I’m far too novice to give anyone lessons. I’m apt to give bad advice in photography. Warning out of the way, I thought that I would share my experience in shooting on fully manual cameras, without any light meter at hand, other than my old eyes and feeble nervous system. Really you shouldn’t be doing it. Old light meters, often the cheap selenium types, can often be found at car boot sales, or online (although I’d recommend calibrating them). First alternative: most smart phone systems now have downloadable light meter apps – some even free (still worth calibrating). Second alternative – carry a modern camera, preferably one with aperture or shutter priority, that displays the auto-exposure settings. Use that as a light meter.
I’m lazy, and perhaps I like to take chances. If you are daft enough to be using a manual camera with no light meter, for opportunistic candid photography, then it goes without saying, you have to expect some crap exposures from time to time. But I’m a crap photographer who isn’t always bothered if I’m off a stop or two. Anyway, film can be so forgiving to old bodgers like me. Modern digital cameras have so much technology targeting the perfect exposure – all sorts of light sensors built into them, with an array of programs, and micro-stops between the micro stops. A digital-only photographer might balk at the idea of using nothing but your eyes. Still, their images are very perfect. Mine are not. I don’t care.
When I carry a medium format film camera, be it system SLR, TLR, or folding, I more often than not risk it with eyes only. I might sometimes, just check myself now and then using a light meter app on my smart phone. So how do I manage to make photographs with no light meter?
I use a dumbed down Sunny F16 rule. I don’t carry a guide card, but I can see the wisdom in doing so, especially at first. You should know the rule, if not, go to a search engine now. On a very sunny, cloud free midday, you set the shutter speed to (nearest) your film speed. For example ISO 100, set the shutter to speed 125, for ISO 400 film, set shutter speed to 500, etc. You then in theory, set your aperture to F16. Actually, I don’t. I might go for F11, or on a step between F11 and F16 – unless very, very sunny, on a beach or in snow, etc. Film is more forgiving by a stop or two to over exposure than is digital, so it is best to over expose a little than to under expose in my humble opinion.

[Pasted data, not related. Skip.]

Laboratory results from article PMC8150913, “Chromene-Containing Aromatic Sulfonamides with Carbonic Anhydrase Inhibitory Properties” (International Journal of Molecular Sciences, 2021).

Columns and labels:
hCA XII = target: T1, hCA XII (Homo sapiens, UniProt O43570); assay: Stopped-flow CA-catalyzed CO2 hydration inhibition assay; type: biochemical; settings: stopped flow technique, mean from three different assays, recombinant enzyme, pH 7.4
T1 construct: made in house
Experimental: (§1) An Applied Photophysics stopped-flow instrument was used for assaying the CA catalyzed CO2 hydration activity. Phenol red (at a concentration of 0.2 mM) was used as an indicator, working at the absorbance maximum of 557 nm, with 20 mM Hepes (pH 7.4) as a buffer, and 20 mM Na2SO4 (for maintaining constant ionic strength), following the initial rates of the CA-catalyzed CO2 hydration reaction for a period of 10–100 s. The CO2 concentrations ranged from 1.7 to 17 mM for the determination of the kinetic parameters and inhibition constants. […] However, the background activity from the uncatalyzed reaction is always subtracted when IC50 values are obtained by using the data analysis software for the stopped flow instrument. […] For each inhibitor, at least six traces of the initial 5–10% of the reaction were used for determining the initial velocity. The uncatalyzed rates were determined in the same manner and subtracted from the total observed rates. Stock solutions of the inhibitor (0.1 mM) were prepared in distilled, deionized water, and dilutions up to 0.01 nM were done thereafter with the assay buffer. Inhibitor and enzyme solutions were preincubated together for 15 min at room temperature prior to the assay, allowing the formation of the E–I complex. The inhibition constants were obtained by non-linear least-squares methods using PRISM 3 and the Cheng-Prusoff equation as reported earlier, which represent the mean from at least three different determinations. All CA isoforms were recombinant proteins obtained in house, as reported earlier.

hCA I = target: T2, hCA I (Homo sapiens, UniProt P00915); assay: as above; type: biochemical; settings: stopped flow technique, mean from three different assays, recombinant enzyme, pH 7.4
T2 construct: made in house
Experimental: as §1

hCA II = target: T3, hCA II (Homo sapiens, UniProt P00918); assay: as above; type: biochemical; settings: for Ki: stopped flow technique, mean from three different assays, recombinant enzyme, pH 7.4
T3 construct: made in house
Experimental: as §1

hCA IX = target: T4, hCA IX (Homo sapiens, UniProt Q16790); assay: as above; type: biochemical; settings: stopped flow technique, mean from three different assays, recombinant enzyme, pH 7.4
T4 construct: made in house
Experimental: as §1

The Sunny 16 Rule then goes on to recommend that as the light degrades through scattered cloud, shade, cloudy, to abysmal, that you open your aperture more and more. There are guidelines! I just can never remember them.
Of course, you do not have to keep your shutter speed set to the film ISO. Once that you have ascertained the desired exposure value, you can start to trade between aperture and shutter speed in terms of “stops”. A stop is a traditional aperture, ISO, or aperture setting. Each roughly doubles or halves the volume of light exposed in the camera. I said roughly!
The traditional stops for shutter speed (those that are useful in natural light without a tripod) – each one in order increases speed, and halves the amount of light allowed to travel to the film, are: 30 (very steady hand), 60 (quite a steady hand), 125, 250, 500, 1000.
The traditional stops or aperture, each one in order opens up wider, and allows (roughly) double the volume of light to pass through, are: F22 (smallest hole), F16, F11, F8, F5.6, F4, F2.8 (largest hole to past most light).
All stops in terms of the amount of light, are roughly, equal.
Once you understand that, and you have decided upon your exposure value, you can trade one for the other. For example, if, using the Sunny F16 rule on a miserable grey cloudy day, with ISO 200 film loaded, your shutter speed is 250, aperture F5.6, that you need more depth of field (a smaller aperture), you can swap 250/ F5.6 for 125 (one stop up) F8 (one stop down). Alternatively, you need a faster shutter? then step the shutter up to 500, and open the aperture by one stop to F4.
I’m sure that any regular readers will be already perfectly aware of this – or will know better, and will want to hit me around the head, as a dumb amateur giving bad advice.
However, just maybe, people even more n00b than myself, perhaps people growing up in a digital age where camera craft is disappearing, might just benefit from this. If they are daft enough to listen to me.